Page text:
Also, on the agenda was State Street, but it was clear that the behind-doors work over the past week was less about the design of State Street and the frustrations of the people living along that boulevard and more about a new process in designing major infrastructure projects. Deputy Mayor Mark Becker and Board of Public Works Director Bob Kennedy discussed the matter with council and it was hard to tell what they were talking about, the discussion was so related to a document that the public had not seen and could not view last night. Another reporter walked around the room trying to find a copy, but was repeatedly denied. The discussion was so tedious that the humorous moment came during a discussion of whether “may” should have been substituted for “could” in the document. Regardless, the document, a Resolution on the Transportation Planning Process, passed as amended and, according to John Shoaff, will usher in a new day in citizen involvement in the planning process whereby citizens and stakeholder groups will be involved at the beginning rather than at the end of the process. Don’t expect it. Councilman Crawford noted that had the Shoaff process been in place during the planning for the Ardmore Avenue redo it would have saved the community boat-loads of money and precious time. Let us hope Shoaff and Crawford are right, that citizens are involved in the process from the beginning, rather than imposed upon at the end, as is now the case. Old habits, however, die slowly and usually require new managers before they are fully implemented. The current engineering leadership prefers not to involve themselves with the messiness of public involvement, they like to toss out designs and the defend them against an onslaught of surprised criticism. Mr. Shoaff can not rest on this victory. Meanwhile, the people involved in the State Boulevard war wait for word as to whether this agreement means a whit to them.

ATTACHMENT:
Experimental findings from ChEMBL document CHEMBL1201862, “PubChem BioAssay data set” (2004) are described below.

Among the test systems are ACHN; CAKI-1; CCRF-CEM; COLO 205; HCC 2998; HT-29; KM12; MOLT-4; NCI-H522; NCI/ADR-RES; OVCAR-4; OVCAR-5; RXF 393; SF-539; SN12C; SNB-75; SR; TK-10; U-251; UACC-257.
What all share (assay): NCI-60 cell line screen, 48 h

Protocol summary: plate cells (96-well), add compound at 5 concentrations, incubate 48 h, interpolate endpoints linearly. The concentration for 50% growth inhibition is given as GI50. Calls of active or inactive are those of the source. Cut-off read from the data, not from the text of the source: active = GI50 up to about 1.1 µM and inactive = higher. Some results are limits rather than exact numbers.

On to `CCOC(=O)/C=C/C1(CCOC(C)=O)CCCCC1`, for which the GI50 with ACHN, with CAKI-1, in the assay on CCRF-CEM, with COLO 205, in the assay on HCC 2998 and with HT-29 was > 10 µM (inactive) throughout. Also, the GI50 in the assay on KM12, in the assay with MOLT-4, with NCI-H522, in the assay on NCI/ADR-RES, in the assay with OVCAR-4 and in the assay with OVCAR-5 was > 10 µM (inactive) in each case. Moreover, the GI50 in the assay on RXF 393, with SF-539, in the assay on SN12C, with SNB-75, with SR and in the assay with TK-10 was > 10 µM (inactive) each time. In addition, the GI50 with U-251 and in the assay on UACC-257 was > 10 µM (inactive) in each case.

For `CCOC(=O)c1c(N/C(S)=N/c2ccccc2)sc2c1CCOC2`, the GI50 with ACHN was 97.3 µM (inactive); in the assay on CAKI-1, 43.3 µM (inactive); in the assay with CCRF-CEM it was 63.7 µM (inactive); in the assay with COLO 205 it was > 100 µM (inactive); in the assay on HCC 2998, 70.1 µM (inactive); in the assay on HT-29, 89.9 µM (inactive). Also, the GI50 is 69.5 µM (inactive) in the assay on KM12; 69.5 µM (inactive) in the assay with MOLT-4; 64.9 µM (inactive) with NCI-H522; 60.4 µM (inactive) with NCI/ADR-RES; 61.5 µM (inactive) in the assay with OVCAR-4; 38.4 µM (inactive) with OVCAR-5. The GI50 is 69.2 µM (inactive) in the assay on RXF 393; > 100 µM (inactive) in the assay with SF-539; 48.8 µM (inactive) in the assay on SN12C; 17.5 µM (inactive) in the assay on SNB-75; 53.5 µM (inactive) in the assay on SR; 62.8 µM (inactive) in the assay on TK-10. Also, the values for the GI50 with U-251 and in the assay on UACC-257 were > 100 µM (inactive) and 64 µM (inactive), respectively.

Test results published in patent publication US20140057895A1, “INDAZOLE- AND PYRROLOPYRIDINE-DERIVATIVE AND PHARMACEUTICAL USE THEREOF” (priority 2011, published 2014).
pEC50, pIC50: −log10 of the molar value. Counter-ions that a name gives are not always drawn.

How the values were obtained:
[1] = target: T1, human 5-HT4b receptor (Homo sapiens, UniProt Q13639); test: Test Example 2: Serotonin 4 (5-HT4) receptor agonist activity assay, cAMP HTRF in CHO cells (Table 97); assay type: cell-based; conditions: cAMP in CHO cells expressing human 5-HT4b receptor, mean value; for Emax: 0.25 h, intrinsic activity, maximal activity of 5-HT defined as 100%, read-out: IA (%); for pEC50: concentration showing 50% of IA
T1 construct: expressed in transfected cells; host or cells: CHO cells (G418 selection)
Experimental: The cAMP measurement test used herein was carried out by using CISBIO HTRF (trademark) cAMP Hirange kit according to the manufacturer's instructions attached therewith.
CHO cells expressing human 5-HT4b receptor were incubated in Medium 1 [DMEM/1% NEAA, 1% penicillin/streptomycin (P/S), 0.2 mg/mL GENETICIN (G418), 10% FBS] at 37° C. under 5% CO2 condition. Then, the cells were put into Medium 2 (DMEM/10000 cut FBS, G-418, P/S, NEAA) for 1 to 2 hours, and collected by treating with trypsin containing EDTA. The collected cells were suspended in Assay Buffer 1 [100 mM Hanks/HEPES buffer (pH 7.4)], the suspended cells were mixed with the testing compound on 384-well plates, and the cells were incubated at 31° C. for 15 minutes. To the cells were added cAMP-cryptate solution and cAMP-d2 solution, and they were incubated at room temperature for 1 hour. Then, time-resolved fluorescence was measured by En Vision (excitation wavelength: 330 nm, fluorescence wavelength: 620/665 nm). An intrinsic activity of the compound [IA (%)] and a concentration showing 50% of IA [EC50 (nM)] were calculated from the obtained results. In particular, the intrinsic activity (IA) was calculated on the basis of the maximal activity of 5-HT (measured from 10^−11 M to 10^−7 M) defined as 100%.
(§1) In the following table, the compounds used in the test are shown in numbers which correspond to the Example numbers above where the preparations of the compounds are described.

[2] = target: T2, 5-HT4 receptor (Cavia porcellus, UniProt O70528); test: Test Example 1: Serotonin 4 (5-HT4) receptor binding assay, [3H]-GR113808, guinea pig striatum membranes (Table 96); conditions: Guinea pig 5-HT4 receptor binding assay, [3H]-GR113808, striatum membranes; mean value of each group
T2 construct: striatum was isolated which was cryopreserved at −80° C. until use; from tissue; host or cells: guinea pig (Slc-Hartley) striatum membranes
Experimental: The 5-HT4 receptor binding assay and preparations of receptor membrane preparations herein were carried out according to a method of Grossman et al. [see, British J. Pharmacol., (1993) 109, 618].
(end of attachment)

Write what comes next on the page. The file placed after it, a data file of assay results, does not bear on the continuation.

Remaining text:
Finally, at the end of the evening, a marathon three hours and 30 minutes, Council President Smith offered a challenge to his fellow members. He reminded them that they, too, could offer proposals and plans, that they do not have to wait for the administration to bring things to the table. Very true, but city council has but one staffer and the mayor has thousands. While council members are part-time the council members, like a bunch of Minute Men, go back to their plows and cappuccinos after meetings. Mr. Jehl is a real estate broker, Mr. Crawford an oncologist, Mr. Didier a salesman. While it is true that they can and should formulate their own legislation or plans it is a bit hard. In fact, Mr. Smith and Mr. Jehl should both be applauded for above-and-beyond-productivity for their work on the Fifth Tuesday sessions, the brain-child of Mr. Smith. That forum has greatly elevated the level of discussion of public issues in Fort Wayne and, as well, the value of council to the body politique. Mr. Jehl should be congratulated for researching and presenting the most noteworthy of that series of public discussions, his on the Tax Abatement System.
It was a long night. Let’s see where it leads.
As Mr. Urbahns said entering the elevator, “now the work begins…”